Writer Calvin Trillin famously said, "Anybody who doesn't think that the best hamburger place in the world is in his home town is a sissy."
Swap out Italian restaurant for hamburger place and the sentiment still holds water. For as long as I've been covering food, complete strangers have been counseling me on "the city's best Italian restaurant," which invariably sits down the block from their home. Every hamlet's got at least one red-sauce joint that dishes up heaping portions of rib-sticking fare that could go apron-to-apron with Nonna. One of the restaurants that habitually comes up is Pepper's, which turns 20 years old next year. Two visits later I'm reminded that user experiences may vary.
Few cuisines have the ability to satisfy so thoroughly, so purely as Italian-American, an ethnic comfort food for the masses. You know what's on the menu before you ever step foot inside, and half the fun is mapping out a journey that ends, invariably, with equal parts glee and regret for what we managed to pack away.
First impressions at Pepper's are encouraging, with warm welcomes and intoxicating aromas of garlic filling the air. For a first-timer, little lifts the spirit and boosts the confidence like a packed house, and Pepper's is always full. Granted, "full" tops out at about 30 guests squeezed like anchovies into a diminutive dining room. Do as the locals and order a beer or glass of wine to help pass the time while you wait in the tiny vestibule for your table. It's then and there that flashes of skepticism begin to nibble away at the reverie. Sure, it's just decoration, but faded plastic grape vines, a dust-covered ceiling fan, and aged window air conditioner units with dangling cords don't do much to kindle the appetite.
At its best, Italian-American is unfussy cooking that transforms a few humble but high-quality ingredients into more than the sum of their parts. At its worst, it's an order of breaded zucchini sticks ($9) that get dumped from freezer bag to deep fryer. Inside the crunchy but bland shell is a watery, mushy paste that might as well have been okra. When the breaded sliced eggplant ($7) was recommended to us on a subsequent visit, we gave it a chance, only to face the same disappointing results.
Trial and error (and error) rewarded us with sausage pizzaiola ($10), a warm skillet loaded with sliced and sauteed Italian sausage, onions and bell peppers. Making tasty little sandwiches with the house rolls and the accompanying marinara is about as close to Little Italy as one will get here. The garlic bread ($6) consists of soft Italian bread enrobed in melted cheese, nothing more, nothing less.
Service here is fun-spirited, intimate and informal, with waiters copping a squat in a booth alongside regulars to scribble down an order. In a small space like this it's impossible to overlook how eager, earnest and efficient the team is. Bottles of wine appear and are uncorked with proficiency. Expect markups on the largely budget selections to exceed 300, and even 400, percent over wholesale.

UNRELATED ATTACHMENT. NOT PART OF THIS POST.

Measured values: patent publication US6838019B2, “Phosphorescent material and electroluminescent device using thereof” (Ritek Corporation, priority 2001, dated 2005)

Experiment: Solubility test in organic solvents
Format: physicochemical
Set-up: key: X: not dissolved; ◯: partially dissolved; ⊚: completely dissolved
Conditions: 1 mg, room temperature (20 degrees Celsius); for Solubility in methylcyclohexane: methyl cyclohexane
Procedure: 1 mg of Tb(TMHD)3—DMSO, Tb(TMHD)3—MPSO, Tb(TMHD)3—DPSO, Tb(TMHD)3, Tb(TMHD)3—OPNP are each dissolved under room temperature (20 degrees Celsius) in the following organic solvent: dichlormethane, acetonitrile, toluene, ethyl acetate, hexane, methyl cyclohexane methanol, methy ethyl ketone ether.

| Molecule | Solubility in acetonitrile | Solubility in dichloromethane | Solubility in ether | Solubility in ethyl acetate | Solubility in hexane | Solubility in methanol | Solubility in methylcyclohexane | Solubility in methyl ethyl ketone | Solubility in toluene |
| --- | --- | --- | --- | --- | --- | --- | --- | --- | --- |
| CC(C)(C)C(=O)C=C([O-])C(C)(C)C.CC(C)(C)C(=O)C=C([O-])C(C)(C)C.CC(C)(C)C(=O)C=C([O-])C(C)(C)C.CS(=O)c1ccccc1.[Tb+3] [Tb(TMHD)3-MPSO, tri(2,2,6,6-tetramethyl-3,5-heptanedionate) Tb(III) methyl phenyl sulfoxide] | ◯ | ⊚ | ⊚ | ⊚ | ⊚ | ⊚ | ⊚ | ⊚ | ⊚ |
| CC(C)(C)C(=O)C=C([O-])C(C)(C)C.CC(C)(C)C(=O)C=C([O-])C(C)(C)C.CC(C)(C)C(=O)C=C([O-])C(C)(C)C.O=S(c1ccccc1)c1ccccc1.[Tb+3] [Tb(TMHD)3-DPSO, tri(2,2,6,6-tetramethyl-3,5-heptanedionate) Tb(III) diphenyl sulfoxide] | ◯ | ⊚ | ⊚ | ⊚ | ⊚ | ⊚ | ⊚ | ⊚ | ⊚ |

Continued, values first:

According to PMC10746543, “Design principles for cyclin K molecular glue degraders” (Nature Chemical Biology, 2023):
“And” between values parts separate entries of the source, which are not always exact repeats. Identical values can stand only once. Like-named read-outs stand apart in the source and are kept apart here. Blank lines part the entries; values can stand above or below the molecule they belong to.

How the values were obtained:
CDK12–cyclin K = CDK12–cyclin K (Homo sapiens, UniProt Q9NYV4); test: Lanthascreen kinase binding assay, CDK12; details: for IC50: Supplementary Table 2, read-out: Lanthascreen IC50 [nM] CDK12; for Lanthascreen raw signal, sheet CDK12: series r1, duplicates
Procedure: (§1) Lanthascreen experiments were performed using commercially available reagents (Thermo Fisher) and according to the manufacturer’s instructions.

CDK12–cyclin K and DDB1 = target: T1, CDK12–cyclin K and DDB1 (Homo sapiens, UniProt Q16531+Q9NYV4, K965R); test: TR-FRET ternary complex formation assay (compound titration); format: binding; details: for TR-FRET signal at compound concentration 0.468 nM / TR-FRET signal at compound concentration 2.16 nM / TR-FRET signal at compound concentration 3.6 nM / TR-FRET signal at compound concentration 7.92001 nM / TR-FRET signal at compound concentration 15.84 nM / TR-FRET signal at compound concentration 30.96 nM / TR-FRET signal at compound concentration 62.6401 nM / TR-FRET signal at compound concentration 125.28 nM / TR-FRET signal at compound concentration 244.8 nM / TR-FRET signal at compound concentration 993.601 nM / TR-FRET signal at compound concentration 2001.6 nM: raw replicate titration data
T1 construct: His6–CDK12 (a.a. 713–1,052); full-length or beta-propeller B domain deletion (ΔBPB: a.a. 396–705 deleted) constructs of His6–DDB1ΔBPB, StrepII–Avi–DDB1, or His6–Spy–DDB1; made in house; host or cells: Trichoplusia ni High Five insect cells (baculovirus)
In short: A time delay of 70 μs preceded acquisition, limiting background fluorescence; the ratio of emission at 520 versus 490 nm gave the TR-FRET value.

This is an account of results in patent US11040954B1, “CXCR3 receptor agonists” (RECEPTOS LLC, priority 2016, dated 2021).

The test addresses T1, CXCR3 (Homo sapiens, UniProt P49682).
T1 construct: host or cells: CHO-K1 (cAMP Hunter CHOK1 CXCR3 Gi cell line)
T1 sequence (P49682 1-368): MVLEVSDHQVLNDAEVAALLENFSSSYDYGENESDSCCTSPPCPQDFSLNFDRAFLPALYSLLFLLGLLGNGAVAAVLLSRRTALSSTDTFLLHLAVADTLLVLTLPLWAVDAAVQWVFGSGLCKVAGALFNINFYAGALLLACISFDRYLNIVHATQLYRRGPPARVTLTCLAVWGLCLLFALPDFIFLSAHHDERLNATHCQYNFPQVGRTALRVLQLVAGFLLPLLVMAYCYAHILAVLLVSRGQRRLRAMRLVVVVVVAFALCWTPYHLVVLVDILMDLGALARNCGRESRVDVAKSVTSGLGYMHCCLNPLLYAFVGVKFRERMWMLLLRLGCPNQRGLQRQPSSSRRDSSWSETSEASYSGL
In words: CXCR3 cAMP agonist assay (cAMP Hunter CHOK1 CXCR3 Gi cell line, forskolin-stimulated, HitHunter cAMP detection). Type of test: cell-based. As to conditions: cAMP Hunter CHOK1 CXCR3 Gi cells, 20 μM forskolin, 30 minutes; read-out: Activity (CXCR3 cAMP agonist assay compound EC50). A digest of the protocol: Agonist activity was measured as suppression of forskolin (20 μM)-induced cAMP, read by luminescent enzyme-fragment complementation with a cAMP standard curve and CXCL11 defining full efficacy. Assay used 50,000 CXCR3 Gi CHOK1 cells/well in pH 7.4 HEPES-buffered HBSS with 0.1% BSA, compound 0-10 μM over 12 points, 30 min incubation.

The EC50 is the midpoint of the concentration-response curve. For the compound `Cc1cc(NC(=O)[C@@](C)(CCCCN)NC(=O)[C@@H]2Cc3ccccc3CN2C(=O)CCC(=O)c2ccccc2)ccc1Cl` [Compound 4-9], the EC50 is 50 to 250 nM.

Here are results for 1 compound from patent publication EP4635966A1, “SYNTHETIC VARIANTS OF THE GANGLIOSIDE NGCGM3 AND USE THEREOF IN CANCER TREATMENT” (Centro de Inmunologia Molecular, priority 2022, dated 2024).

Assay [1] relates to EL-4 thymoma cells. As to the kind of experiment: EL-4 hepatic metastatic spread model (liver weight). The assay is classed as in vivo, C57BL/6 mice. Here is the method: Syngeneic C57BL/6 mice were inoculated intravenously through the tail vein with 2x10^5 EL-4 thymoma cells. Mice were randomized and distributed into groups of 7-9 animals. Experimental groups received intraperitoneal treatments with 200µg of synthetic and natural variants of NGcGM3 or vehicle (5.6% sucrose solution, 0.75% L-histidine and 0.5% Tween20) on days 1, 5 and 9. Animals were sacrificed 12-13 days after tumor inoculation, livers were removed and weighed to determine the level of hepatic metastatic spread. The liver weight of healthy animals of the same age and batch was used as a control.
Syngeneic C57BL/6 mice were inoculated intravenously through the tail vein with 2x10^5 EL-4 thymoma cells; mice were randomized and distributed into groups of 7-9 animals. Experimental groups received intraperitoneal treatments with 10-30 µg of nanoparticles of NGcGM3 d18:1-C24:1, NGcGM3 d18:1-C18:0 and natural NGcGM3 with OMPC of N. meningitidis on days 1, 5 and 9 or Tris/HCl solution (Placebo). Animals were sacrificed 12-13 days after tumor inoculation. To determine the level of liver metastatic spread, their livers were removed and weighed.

When our server announced that the night's special was gnocchi, we asked if it was made in house. No, was the answer. When our server rattled off a list of salad dressings, we posed the same question and received the same answer. That became clear when our salads arrived with small plastic ramekins of commercial dressings that were so viscous from thickeners that they were difficult to pour. How hard is it to make a little vinaigrette?
Some highlights from the menu include the lasagna ($17), a corpulent stack of noodles, meat, cheese and sauce baked in a skillet and delivered hot and bubbly. In an effort to stretch a buck, perhaps, the kitchen doubles up on the noodles — a pair for every layer —which sends the ratio out of whack. The breading on the chicken Parmesan ($19) had long since lost its crackle and crunch, but the portion was robust and the flavors familiar and pleasant. All the pastas, from the included side of spaghetti that came with the Parm to a bowl of penne pesto, were plucked from the water at just the right moment.
A wide crock of mac and cheese with "langostino lobster" ($15) has a luscious, creamy texture and crispy bread topping. But the seafood was arranged on top, likely in an effort to advertise its presence, and dried out in the broiler. Langostino, by the way, has nothing to do with lobster.
What irked us most was a brief exchange with the owner one night while we were waiting for our tab. When he visited the table and asked how everything was, I noticed him glance down at the fried zucchini that had lingered untouched since the start of our meal. I responded, "mostly fine," and gestured to the appetizer. And then the check came, zucchini and all.